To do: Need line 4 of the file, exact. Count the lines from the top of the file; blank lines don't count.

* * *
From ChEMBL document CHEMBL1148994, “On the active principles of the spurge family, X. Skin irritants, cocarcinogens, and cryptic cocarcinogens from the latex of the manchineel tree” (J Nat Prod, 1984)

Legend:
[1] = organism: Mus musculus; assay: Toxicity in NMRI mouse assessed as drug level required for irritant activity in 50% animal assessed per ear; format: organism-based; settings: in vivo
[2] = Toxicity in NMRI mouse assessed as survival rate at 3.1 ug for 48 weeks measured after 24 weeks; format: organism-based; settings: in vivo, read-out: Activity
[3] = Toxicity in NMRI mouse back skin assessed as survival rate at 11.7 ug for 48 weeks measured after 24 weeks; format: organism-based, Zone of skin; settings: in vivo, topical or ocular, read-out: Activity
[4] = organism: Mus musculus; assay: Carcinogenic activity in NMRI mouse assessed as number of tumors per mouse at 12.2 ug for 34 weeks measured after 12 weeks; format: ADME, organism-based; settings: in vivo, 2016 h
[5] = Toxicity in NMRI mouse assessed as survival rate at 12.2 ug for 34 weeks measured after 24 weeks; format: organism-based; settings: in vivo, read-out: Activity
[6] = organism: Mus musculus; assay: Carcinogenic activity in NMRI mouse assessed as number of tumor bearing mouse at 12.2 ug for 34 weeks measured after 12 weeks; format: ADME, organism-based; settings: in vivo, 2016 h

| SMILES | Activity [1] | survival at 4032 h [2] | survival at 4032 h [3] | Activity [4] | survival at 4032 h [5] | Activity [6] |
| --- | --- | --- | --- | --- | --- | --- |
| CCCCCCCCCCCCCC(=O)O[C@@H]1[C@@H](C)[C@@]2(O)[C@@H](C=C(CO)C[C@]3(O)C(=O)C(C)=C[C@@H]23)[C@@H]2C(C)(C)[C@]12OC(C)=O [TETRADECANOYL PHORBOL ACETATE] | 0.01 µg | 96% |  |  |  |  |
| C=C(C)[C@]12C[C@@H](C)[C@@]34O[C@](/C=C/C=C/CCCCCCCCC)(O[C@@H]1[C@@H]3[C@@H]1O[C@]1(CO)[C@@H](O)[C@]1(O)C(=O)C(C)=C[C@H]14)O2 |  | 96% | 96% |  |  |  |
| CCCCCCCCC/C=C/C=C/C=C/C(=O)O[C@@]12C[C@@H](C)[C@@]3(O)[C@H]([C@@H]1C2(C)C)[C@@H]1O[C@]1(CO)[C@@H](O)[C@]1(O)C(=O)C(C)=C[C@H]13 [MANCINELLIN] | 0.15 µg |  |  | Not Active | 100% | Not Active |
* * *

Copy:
[2] = Toxicity in NMRI mouse assessed as survival rate at 3.1 ug for 48 weeks measured after 24 weeks; format: organism-based; settings: in vivo, read-out: Activity